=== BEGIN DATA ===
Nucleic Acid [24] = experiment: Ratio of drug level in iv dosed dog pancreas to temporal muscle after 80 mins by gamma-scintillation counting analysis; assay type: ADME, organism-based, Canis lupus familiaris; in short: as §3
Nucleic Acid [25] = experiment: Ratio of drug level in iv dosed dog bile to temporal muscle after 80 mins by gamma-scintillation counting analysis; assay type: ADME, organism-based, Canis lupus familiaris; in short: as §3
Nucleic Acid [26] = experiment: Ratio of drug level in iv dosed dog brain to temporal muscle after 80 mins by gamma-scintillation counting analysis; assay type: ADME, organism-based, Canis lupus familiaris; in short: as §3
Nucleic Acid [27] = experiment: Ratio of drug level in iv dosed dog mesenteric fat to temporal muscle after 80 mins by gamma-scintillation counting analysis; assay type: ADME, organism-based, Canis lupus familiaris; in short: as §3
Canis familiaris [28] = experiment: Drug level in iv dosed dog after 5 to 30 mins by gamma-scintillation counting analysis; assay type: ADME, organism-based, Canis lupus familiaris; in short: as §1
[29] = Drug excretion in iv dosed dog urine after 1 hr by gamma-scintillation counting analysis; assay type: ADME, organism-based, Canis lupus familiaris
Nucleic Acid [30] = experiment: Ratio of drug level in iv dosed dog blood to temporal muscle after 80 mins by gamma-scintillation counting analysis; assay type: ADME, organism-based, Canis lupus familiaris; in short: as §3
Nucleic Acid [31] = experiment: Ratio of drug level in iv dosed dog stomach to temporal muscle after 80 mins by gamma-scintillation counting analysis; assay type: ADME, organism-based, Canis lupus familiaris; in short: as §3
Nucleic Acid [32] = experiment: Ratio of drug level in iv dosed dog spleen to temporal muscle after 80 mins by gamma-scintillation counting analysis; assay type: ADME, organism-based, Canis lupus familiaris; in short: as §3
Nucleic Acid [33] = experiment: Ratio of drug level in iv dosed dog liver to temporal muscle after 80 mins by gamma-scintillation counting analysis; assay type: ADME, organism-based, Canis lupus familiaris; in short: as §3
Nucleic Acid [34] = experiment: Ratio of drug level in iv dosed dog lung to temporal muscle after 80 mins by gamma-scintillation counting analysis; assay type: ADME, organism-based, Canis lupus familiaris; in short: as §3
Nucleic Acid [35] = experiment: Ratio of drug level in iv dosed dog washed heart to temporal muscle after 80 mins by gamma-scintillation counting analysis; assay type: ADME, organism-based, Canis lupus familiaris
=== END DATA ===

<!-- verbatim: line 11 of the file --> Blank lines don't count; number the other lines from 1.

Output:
Nucleic Acid [34] = experiment: Ratio of drug level in iv dosed dog lung to temporal muscle after 80 mins by gamma-scintillation counting analysis; assay type: ADME, organism-based, Canis lupus familiaris; in short: as §3